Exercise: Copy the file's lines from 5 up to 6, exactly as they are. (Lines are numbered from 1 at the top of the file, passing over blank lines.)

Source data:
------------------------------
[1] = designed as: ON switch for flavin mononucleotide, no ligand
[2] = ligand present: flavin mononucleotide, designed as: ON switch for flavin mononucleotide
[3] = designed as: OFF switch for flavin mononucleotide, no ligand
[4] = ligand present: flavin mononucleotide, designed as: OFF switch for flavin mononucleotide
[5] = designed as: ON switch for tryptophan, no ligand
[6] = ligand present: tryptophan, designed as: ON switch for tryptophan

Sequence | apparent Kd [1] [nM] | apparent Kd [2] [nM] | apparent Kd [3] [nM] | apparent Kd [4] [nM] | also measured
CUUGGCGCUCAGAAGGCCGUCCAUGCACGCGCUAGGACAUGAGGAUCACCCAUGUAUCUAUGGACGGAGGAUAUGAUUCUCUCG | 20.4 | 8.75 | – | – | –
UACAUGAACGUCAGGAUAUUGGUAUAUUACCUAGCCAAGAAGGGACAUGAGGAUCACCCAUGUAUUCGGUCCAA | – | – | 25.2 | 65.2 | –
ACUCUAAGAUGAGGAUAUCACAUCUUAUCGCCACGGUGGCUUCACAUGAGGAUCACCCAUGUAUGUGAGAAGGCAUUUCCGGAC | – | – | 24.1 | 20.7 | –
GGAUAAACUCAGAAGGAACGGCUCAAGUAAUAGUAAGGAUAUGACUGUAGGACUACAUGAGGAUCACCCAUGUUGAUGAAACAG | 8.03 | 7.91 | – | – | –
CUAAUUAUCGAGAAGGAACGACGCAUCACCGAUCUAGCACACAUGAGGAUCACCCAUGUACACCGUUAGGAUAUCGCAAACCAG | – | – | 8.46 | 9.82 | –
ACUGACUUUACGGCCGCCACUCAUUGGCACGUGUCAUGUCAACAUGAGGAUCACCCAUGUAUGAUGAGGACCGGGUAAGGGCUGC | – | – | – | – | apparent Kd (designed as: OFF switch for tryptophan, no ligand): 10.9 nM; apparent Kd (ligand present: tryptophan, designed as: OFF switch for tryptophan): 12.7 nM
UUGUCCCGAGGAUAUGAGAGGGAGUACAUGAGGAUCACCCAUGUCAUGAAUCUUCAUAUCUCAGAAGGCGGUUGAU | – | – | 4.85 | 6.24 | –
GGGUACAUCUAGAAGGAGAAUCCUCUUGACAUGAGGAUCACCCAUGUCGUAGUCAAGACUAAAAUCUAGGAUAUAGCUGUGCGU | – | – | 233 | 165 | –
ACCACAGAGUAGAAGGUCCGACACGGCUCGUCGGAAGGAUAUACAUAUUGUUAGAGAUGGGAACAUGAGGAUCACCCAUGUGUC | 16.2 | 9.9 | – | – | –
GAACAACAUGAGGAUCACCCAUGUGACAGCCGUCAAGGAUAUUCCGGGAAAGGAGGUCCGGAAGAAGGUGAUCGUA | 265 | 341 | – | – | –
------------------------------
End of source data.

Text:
[5] = designed as: ON switch for tryptophan, no ligand
[6] = ligand present: tryptophan, designed as: ON switch for tryptophan